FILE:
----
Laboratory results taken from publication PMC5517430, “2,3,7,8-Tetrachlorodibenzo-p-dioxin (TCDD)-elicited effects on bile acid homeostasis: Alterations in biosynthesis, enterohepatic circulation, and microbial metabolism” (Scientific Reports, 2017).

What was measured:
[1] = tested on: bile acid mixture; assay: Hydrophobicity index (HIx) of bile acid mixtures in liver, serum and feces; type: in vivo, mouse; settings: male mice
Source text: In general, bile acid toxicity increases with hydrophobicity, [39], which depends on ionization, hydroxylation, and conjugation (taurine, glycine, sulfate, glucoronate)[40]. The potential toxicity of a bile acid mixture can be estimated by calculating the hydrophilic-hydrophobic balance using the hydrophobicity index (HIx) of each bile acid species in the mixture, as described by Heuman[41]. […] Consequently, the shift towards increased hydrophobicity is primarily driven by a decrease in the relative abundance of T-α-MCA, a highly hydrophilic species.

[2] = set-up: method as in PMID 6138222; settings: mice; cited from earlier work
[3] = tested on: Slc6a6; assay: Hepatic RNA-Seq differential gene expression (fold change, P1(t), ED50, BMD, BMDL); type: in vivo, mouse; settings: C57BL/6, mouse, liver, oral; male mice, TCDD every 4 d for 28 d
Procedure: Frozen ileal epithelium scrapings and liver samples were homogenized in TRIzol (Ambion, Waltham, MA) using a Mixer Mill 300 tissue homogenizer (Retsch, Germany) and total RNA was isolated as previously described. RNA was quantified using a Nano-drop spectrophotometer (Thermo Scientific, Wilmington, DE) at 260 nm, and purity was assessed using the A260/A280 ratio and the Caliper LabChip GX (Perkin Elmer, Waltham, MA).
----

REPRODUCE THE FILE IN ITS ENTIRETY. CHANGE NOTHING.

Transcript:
Laboratory results taken from publication PMC5517430, “2,3,7,8-Tetrachlorodibenzo-p-dioxin (TCDD)-elicited effects on bile acid homeostasis: Alterations in biosynthesis, enterohepatic circulation, and microbial metabolism” (Scientific Reports, 2017).

What was measured:
[1] = tested on: bile acid mixture; assay: Hydrophobicity index (HIx) of bile acid mixtures in liver, serum and feces; type: in vivo, mouse; settings: male mice
Source text: In general, bile acid toxicity increases with hydrophobicity, [39], which depends on ionization, hydroxylation, and conjugation (taurine, glycine, sulfate, glucoronate)[40]. The potential toxicity of a bile acid mixture can be estimated by calculating the hydrophilic-hydrophobic balance using the hydrophobicity index (HIx) of each bile acid species in the mixture, as described by Heuman[41]. […] Consequently, the shift towards increased hydrophobicity is primarily driven by a decrease in the relative abundance of T-α-MCA, a highly hydrophilic species.

[2] = set-up: method as in PMID 6138222; settings: mice; cited from earlier work
[3] = tested on: Slc6a6; assay: Hepatic RNA-Seq differential gene expression (fold change, P1(t), ED50, BMD, BMDL); type: in vivo, mouse; settings: C57BL/6, mouse, liver, oral; male mice, TCDD every 4 d for 28 d
Procedure: Frozen ileal epithelium scrapings and liver samples were homogenized in TRIzol (Ambion, Waltham, MA) using a Mixer Mill 300 tissue homogenizer (Retsch, Germany) and total RNA was isolated as previously described. RNA was quantified using a Nano-drop spectrophotometer (Thermo Scientific, Wilmington, DE) at 260 nm, and purity was assessed using the A260/A280 ratio and the Caliper LabChip GX (Perkin Elmer, Waltham, MA).